The Sonata™ is, according to the company, the first automated cell culture system for shake flasks, allowing the culture of cells in suspension as well as adherent cells. “Sonata is for bioprocess optimization,” explains Rosemary Drake, Ph.D., director of business development. “There is a large growth in new products like monoclonal antibodies, and Sonata takes the drudgery out of process development, otherwise it takes too long to find the best conditions. Sonata can take the place of the work of five or six people.”
Piccolo™ is a fully automated system for the rapid optimization of protein production in microbial and insect cells designed in a consortium that included Merck and GlaxoSmithKline. The system automates culture inoculation or infection, growth, harvest, lysis, and affinity purification, thereby cutting protein production time from months to days, Dr. Drake reports. It allows customers to find the best construct, best host strain, and culture conditions.
Cello™ is a new automated system for the culture of adherent and nonadherent mammalian cells in 6-, 24-, 96-, and 384-well plates for selection of optimal clones and cell lines. It automates operations from seeding through expansion and sub-cloning and thereby decreases the time for cell-line development.
Dr. Morffew says that there are many advantages that automation with the TAP family of cell culture systems can bring to a company or academic group. “There is always an easy business case to be made for the efficiency of operating 24/7 with automation,” he explains, “but there is also the consistency that comes with smoother movements.”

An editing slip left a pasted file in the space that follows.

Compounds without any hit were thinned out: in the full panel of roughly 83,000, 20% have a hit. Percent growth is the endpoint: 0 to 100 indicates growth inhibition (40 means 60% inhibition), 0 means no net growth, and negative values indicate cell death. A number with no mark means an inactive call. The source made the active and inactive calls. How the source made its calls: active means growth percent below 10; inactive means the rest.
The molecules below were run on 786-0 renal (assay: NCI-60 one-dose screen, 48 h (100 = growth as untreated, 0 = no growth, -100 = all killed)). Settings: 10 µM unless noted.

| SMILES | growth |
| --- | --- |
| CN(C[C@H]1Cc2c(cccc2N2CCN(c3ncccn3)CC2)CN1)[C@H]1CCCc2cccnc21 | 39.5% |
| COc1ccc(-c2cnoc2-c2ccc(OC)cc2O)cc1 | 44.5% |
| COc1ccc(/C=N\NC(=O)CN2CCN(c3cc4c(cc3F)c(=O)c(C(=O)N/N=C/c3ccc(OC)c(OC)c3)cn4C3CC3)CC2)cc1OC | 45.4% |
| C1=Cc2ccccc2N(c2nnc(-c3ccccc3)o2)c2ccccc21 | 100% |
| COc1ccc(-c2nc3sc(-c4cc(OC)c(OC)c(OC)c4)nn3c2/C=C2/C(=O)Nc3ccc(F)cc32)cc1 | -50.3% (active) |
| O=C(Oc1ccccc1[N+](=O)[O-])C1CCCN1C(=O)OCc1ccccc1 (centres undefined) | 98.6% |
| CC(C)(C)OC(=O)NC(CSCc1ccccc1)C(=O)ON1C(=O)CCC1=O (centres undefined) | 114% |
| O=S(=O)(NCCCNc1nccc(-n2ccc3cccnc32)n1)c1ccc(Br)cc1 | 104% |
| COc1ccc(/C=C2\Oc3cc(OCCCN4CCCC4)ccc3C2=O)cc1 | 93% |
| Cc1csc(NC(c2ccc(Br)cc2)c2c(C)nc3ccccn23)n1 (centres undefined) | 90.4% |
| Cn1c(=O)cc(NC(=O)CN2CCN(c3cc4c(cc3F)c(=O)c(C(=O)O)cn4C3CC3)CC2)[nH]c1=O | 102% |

“For example, you can get better cells with our SelecT system than by manual methods. There is also a clear reduction in contamination that is often caused by people or labware.”
Many say there is a green-thumb side to cell culture, where some people are just better at it than others. Dr. Morffew says that automation can bring these skilled people up to super-user status, and average cell biologists will improve their cell culture performance. “Our services really do help people. With the compact version of SelecT that we have launched, you will get cells within three weeks.”
With the launch of the CompacT SelecT, TAP branched into benchtop systems and consumables. “We are broadening our customer base now. Originally, we just had the top ten pharmas. We still have them, but now we also have universities, CROs, and biotech companies,” says Dr. Morffew. “Increasingly, more companies want this technology.”
This situation reflects the growing importance of cell-based assays across the whole range of users and a corresponding increase in the need for high quality cells.
Additionally, there has been an increase in the use of frozen cells over fresh cells for screening. “If there is a change like this in the science, we must be there to offer a solution,” says Dr. Morffew.
Stem cell technology and regenerative medicine is another area where TAP is increasingly involved and another reason why it is beginning to supply smaller companies and universities with automated solutions. Undifferentiated stem cells are particularly challenging to work with and automation can help control their natural tendency to differentiate.
“We work to make our products the highest quality they can be,” concludes Dr. Morffew. “We continually improve our software and consumables. There is a lot of life left in our existing systems, but there are also many opportunities for us to innovate.”